Submitted by Mike Anthony as part of our contributors program.
Despite their expansive presence around the globe, social networks like Facebook and Twitter have struggled to connect speakers of different languages. Online translation services have improved tremendously, yet multilingual communication in real-time (such as chatting) is still impossible on most networks. Google Translate (GOOG) offers auto-detection of origination languages, and Apple (AAPL) is experimenting with instantaneous verbal translators for its upcoming iPhone models, yet social networks continue to lag in this area. No networks offer the ability to meet, chat, engage and consume media in synchronous, multilingual communication. David Lucatch aims to change that with his new company, Yappn (OTC: YPPN).
Lucatch created a personal fortune and legions of fans when he founded Ortsbo and its parent company, Intertainment Media (TSX.V: INT) (OTC: ITMTF), which hit a high of $3.35 per share in 2011 after starting the year below $0.10 per share. Lucatch also claims to have created the largest non-brokered tech financing in Canada in 2011: an oversubscribed private financing for Ortsbo. He now serves as CEO of Yappn which is preparing for public beta in just a few days after the success of its institutional beta. Yappn is a tool for interacting across social networks such that “each user’s Yappn experience will be native to their home language.” The service current supports 70 languages.
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The foundational technology of Yappn, powered by its partnership with Lucatch’s Ortsbo translation service, is the ability to communicate in realtime with speakers of any language via Twitter conversations, chat dialogue windows, Facebook interactions and even metainformation interactivity with photos, videos and other multimedia. “Language is probably the largest, last barrier for online communications,” said CEO Lucatch. Yappn users can upload, view, modify, and respond to information from a single interface for a variety of social networks. An analysis by the University of Toronto explains a basic interaction between two users.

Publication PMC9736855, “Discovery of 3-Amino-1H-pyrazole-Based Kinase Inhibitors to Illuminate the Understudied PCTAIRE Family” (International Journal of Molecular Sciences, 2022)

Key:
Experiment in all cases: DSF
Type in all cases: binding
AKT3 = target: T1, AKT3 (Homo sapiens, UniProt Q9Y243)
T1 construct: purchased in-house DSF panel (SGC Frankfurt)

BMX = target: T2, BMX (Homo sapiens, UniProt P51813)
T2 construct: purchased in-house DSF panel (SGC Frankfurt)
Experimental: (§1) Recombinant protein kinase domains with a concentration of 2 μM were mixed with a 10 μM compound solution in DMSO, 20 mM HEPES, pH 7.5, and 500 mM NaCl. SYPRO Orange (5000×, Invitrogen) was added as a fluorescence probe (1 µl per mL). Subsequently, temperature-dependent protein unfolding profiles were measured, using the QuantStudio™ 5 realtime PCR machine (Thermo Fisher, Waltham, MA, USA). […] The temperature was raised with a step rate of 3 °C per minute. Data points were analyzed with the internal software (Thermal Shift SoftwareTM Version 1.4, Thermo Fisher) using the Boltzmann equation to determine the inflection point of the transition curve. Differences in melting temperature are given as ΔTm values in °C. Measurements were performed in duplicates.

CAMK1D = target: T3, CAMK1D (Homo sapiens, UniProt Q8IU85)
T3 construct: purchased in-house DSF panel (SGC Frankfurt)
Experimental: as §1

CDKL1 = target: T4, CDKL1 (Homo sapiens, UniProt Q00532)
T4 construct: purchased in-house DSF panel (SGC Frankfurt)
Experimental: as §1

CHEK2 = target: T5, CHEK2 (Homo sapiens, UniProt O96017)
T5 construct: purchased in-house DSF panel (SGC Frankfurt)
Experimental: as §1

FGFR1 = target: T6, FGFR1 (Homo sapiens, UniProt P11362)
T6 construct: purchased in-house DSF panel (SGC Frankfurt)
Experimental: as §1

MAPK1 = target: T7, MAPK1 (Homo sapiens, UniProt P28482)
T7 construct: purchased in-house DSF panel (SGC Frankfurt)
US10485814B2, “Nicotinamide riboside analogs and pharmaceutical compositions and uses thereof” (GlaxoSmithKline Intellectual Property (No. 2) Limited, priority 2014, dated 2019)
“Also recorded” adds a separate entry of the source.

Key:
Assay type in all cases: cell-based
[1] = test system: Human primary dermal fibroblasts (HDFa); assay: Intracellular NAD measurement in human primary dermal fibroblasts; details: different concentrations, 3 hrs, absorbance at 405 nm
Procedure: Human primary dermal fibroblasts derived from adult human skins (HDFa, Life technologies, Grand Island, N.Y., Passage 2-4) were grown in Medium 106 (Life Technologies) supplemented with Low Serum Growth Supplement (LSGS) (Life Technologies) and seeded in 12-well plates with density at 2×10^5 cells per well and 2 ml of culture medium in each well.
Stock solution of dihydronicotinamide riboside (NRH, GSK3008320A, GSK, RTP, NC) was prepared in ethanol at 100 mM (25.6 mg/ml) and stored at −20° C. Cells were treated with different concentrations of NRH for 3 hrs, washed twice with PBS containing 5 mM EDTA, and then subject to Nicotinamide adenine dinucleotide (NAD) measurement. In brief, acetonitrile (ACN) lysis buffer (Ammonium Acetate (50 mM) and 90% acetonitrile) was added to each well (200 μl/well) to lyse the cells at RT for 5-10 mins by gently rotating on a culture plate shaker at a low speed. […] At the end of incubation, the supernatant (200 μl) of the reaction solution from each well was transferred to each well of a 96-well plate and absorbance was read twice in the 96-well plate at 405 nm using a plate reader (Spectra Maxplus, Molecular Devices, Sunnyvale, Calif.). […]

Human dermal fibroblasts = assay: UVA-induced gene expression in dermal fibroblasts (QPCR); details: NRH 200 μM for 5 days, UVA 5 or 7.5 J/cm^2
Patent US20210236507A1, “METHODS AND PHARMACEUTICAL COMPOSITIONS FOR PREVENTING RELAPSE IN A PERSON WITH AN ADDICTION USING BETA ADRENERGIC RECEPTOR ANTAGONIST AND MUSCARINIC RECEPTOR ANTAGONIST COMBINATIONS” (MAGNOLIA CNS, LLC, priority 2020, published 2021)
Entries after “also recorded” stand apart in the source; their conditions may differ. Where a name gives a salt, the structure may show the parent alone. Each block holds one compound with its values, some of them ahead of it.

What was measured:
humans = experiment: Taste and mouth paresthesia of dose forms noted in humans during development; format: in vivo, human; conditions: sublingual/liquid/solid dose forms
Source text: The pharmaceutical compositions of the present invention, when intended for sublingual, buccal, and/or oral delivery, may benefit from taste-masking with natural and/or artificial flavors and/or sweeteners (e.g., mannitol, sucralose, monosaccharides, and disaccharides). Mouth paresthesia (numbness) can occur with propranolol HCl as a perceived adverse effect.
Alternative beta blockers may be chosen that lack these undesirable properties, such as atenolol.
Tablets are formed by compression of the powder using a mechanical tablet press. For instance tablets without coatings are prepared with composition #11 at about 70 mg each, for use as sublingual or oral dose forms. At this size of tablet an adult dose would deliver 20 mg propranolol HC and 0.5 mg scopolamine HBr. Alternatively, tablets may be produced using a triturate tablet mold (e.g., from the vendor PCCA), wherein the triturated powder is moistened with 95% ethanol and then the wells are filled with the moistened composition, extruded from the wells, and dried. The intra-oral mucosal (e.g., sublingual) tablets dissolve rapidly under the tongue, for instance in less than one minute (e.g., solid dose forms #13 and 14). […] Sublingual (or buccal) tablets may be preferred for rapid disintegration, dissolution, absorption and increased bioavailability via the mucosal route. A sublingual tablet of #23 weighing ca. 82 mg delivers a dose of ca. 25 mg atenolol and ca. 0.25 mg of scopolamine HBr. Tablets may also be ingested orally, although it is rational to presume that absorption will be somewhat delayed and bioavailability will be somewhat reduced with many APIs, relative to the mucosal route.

“Imagine that English-speaking Alice needs to talk with Farsi-speaking Zahra. One of them can log into Ortsbo using her preferred social-media platform (such as Facebook Chat, Google Talk or MSN Messenger), and each can type and read the conversation in their own language. That minor miracle is possible because Ortsbo instantly translates the conversation into each participant’s preferred language as they chat.”
In addition to this core technology, Yappn will also allow organizations to embed the platform directly into their existing service offers. It will offer a suite of tools ranging from white labeling to full customization. “Yappn has seen significant traction with our confidential, pre-launch partners as we work to finalize the design and implementation programs going from internal testing to open beta,” Lucatch explained. “The reaction from these partners has been outstanding and the feedback from brands, industry executives, trade organizations and agencies continues to validate Yappn’s premise for a global, socially engaging and game centric platform for online and mobile discussion.”
With Yahoo’s recent purchase of Tumble for $1.1 billion, the demand for social media tools that “just work,” in the timeless words of Steve Jobs, is increasing exponentially. Facebook acquired Instagram, a basic yet elegant photo-sharing service, for $1 billion. Pinterest has 50 million users, about half the size of Instagram, and is valued in the hundreds of millions. Yahoo even bought a mobile news reader called Summly, a simplistic tool that nevertheless “just worked,” for $30 million. Lucatch is confident that Yappn will be a success story in the ongoing social media revolution, saying, “We want to treat everyone around us as partners. Nobody works for us, everyone works with us. And it’s a philosophy that we have carried forward through almost thirty years of business.”